March 16, 2011
By Ogi Overman
When the congregation of Sedgefield Baptist Church agreed that it was a fight worth fighting to take on the N.C. Department of Transportation, they realized that it would behoove them to hire an attorney who specialized in eminent domain cases such as theirs. They turned to Raleigh attorney George B. Autry Jr., of the firm Cranfill Sumner & Hartzog. Autry has handled several high-profile disputes between property owners and either the state or land developers across North Carolina.
The dispute brought about by the High Point Road widening project is set to go to mediation Sept. 12, and Autry believes his client has a strong case. The DOT offer of just over $950,000 for the five-acre parcel of land and the two structures totaling 10,000 square feet, he claims, is grossly unfair for two reasons.
“The DOT offer is not realistic in terms of replacement cost of the church,” he said Fri., March 11. “But more importantly, the department is willing to pay only about 50 cents on the dollar because their appraiser depreciated the church by 50 percent. It would cost more to replace the church than the department said it would, plus they grossly overestimated the depreciation. Those two things add up to quite a discrepancy.”
Autry will argue before mediator Thomas Duncan that churches fall under a “special use” category of properties in terms of both depreciation and fair market value.
“Because they are not bought and sold on the open market the way properties are customarily bought and sold, the law recognizes that churches are a ‘special use,’ he said. “But the state has not estimated fair reproduction cost, nor has it depreciated it fairly.”
Autry said that he has had a structural engineer estimate the physical deterioration of the 36-year-old church and found it minimal.
“It’s been very well maintained, and there is almost no deterioration” he said. “The appraisal puts an age-life depreciation on it using a manual sort of like a blue book for used vehicles. Say if it’s 40 years old and is expected to last 80 years they’ll write off 50 percent of its value. But that approach doesn’t work because it depends on what extent improvements have been made, how it’s been maintained and what the structure is made of. In churches it’s wrong to look at it that way, because if they’re maintained they’ll last as long as somebody wants to use them. Many churches throughout the state have a useful life of over 100 years.”
The attorney also said that the conventional definition of “fair market value” does not apply in this instance.
“‘Fair market value’ is what a willing buyer and a willing seller would take,” he said, “and we don’t have that here because churches are not bought and sold on the open market. So the question should be what is a fair reproduction cost. What matters to a congregation is a place they can go back to and call home. So basically the question is what would it take to replace what they lost through no fault of their own.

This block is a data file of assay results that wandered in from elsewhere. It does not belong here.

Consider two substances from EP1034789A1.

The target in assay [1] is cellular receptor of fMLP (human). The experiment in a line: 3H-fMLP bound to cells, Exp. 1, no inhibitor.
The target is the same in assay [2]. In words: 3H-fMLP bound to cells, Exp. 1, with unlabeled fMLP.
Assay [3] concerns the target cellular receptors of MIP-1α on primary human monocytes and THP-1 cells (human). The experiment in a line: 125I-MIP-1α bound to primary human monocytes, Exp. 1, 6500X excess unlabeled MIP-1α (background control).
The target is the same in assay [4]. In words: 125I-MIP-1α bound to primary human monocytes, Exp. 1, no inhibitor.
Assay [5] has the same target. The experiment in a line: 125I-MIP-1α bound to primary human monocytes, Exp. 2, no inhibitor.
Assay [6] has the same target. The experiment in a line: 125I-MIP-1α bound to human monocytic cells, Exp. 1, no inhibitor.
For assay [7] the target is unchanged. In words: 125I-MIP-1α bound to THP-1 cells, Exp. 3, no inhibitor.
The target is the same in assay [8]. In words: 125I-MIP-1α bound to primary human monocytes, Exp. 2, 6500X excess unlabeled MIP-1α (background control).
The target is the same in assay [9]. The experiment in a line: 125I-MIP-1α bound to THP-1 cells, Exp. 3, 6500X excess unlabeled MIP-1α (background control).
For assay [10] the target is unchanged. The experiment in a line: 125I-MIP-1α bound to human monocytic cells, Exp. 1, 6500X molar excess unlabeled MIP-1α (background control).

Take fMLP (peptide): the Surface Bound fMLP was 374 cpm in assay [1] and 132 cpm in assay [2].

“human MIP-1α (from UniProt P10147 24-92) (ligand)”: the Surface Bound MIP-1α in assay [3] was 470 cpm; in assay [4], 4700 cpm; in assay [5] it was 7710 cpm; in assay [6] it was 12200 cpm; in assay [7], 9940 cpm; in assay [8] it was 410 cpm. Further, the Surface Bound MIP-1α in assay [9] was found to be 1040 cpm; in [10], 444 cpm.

“The law allows us the opportunity to get compensated fairly; it’s just a shame that DOT made them go through this rather than stepping up and doing it in the first place.”
In addition to Sedgefield Baptist, Autry is representing around a dozen other property owners along the path of the Jamestown bypass/High Point Road widening project. Roughly 160 parcels of land will be affected by the $41 million, 4.381-mile project.
According to the website www.ownerscounsel.com, among the similar cases Autry has argued are:
• Obtained a settlement of $5,380,00 for a Wake County property owner originally offered $2,700,000 for the taking of approximately 22 acres of land.
• Obtained $11,900,000 for a Wake County property owner whose Raleigh property was acquired by the city in order to consolidate city services, including maintenance and parks and recreation.
• Obtained a jury verdict of $2,691,703.94 for a Johnston County property owner originally offered $420,000.
• Obtained a jury verdict of $2,533,364 including interest, for a Durham County hotel owner originally offered $291,000 for the taking of approximately .6 acres of land.
• Obtained a jury verdict of $2,558,031.12, including interest, for an Alamance County landowner originally offered $400,800 for a partial taking of his property.
The verdict continues to be the largest of any kind in Alamance County history.
While not discussing specific dollar figures of this case, Autry did say that the “over $2 million” figure Mentioned by Sedgefield Baptist minister, Rev. Deryl Holliday, in a previous interview with the Jamestown News, was accurate.
“I have no problem saying the church is worth over $2 million, not counting the land,” he said. “It’s no secret we believe it would cost considerably more than what the department offered to replace the church.”